Background: Patients with type 1 diabetes (T1DM) typically have normal or even elevated plasma high density lipoprotein (HDL) cholesterol concentrations; however, HDL protein composition can be altered without a change in cholesterol content. Alteration of the HDL proteome can result in dysfunctional HDL particles with reduced ability to protect against cardiovascular disease (CVD). The objective of this study was to compare the HDL proteomes of youth with T1DM and healthy controls (HC) and to evaluate the influence of glycemic control on HDL protein composition.

Methods: This was a cross-sectional case–control study. Blood samples were obtained from patients with T1DM and HC. HDL was isolated from plasma by size-exclusion chromatography and further purified using a lipid binding resin. The HDL proteome was analyzed by mass spectrometry using label-free SWATH peptide quantification.

Results: Samples from 26 patients with T1DM and 13 HC were analyzed and 78 HDL-bound proteins were measured. Youth with T1DM had significantly increased amounts of complement factor H related protein 2 (FHR2; adjusted P < 0.05), compared to HC. When patients were analyzed based on glucose control, several trends emerged. Some proteins were altered in T1DM and not influenced by glycemic control (e.g. FHR2) while others were partially or completely corrected with optimal glucose control (e.g. alpha-1-beta glycoprotein, A1BG). In a subgroup of poorly controlled T1DM patients, inter alpha trypsin inhibitor 4 (ITIH4) was dramatically elevated (P < 0.0001) and this was partially reversed in patients with optimal glucose control. Some proteins including complement component C3 (CO3) and albumin (ALB) were significantly different only in T1DM patients with optimal glucose control, suggesting a possible effect of exogenous insulin.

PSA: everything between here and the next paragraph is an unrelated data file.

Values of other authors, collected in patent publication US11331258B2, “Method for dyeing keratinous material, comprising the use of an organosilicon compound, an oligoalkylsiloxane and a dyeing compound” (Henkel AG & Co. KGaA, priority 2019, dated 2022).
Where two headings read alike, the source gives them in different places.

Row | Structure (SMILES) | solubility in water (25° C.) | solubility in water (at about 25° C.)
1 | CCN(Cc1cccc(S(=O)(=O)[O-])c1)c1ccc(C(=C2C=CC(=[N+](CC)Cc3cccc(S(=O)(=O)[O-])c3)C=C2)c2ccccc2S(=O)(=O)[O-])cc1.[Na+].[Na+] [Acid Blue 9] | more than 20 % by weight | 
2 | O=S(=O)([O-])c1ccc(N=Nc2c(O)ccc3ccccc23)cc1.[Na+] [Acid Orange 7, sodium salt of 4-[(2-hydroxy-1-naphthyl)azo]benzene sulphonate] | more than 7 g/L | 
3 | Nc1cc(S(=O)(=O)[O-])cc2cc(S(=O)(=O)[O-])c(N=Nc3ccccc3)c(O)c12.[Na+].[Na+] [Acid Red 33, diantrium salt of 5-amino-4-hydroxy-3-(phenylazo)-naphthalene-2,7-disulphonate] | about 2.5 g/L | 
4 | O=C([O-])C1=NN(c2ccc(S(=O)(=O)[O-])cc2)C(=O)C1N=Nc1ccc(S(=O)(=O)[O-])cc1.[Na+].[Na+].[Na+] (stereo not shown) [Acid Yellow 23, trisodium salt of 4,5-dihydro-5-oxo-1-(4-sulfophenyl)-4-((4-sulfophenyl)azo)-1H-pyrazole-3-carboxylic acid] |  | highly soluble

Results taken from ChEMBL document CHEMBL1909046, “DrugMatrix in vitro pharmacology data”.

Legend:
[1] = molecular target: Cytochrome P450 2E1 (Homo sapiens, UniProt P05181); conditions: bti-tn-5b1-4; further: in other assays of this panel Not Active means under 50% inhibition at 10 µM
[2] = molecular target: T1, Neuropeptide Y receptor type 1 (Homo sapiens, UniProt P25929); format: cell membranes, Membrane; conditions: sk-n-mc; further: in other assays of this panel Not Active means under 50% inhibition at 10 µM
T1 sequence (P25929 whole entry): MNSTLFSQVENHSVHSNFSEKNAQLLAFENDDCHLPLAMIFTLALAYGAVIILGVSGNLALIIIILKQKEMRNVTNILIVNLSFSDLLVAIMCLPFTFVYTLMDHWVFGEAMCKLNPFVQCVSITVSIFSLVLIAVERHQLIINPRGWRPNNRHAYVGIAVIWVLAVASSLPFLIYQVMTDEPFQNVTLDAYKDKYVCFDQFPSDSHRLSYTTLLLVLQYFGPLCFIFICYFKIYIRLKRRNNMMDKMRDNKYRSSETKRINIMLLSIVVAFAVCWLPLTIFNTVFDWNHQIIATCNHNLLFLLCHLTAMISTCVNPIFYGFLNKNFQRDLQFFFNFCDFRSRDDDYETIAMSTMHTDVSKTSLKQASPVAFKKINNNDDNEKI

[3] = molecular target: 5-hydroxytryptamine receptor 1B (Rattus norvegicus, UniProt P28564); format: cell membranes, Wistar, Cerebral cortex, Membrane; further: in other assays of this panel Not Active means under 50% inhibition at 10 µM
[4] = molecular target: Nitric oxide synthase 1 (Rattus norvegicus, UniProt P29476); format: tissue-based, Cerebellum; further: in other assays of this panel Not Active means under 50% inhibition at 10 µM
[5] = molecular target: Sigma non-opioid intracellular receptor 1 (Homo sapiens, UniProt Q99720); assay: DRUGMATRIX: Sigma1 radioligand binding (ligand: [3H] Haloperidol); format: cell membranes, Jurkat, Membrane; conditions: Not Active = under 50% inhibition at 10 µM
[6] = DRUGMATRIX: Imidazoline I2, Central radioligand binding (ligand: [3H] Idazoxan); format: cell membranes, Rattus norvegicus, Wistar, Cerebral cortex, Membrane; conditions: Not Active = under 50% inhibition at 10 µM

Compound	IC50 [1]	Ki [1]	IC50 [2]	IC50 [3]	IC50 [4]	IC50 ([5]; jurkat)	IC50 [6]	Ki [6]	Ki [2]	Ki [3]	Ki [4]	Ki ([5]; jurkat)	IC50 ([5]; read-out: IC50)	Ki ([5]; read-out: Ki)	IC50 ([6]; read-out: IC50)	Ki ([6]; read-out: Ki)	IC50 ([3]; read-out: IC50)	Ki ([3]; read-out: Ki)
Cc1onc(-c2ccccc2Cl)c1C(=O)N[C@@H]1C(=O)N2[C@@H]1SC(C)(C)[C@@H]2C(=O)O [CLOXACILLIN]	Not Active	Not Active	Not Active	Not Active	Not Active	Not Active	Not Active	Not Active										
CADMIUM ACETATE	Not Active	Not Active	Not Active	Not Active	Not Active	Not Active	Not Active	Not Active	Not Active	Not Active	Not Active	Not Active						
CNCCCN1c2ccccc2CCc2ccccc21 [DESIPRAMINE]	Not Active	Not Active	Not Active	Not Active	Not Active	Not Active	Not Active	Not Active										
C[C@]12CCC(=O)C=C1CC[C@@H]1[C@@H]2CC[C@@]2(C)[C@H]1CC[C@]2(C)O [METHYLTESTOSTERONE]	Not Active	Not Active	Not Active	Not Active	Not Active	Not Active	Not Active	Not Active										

Conclusions: Youth with T1DM have proteomic alterations of their HDL compared to HC, despite similar concentration of HDL cholesterol. The influence of these compositional changes on HDL function are not yet known. Future efforts should focus on investigating the role of these HDL associated proteins in regard to HDL function and their role in CVD risk in patients with T1DM.

Trial registration NCT02275091

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Notes/Citation Information

Published in Cardiovascular Diabetology, v. 18, article no. 43, p. 1-11.

© The Author(s) 2019.

This article is distributed under the terms of the Creative Commons Attribution 4.0 International License (http://creativecommons.org/licenses/by/4.0/), which permits unrestricted use, distribution, and reproduction in any medium, provided you give appropriate credit to the original author(s) and the source, provide a link to the Creative Commons license, and indicate if changes were made. The Creative Commons Public Domain Dedication waiver (http://creativecommons.org/publicdomain/zero/1.0/) applies to the data made available in this article, unless otherwise stated.

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Funding Information

This project has been funded in part with Federal funds (UL1TR001409 from the National Center for Advancing Translational Sciences (NCATS), National Institutes of Health, through the Clinical and Translational Science Awards Program (CTSA), a trademark of DHHS, part of the Roadmap Initiative, “Re-Engineering the Clinical Research Enterprise” (KL2 Award, Dr. Gourgari) and with funds from the Georgetown University “Partners in Research” Award to Dr. Gourgari, funds from Medstar Health Research Institute “Diabetes Award” to Dr. Gourgari, and by the National Heart Lung Blood Institute (NHLBI). The Proteomics and Metabolomics Shared Resources was partially supported by Lombardi Comprehensive Cancer Center Support Grant NCI P30-CA051008. Additional support was provided from Dr. Gordon’s institutional startup funds from the University of Kentucky’s Saha Cardiovascular Research Center. RG was supported in part by R01CA135069 from NCI.

Related Content

The datasets used and/or analyzed during the current study are available from the corresponding author on reasonable request.

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Additional file 1: Table S1.

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Additional file 1: Table S2.

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Additional file 3: Figure S1.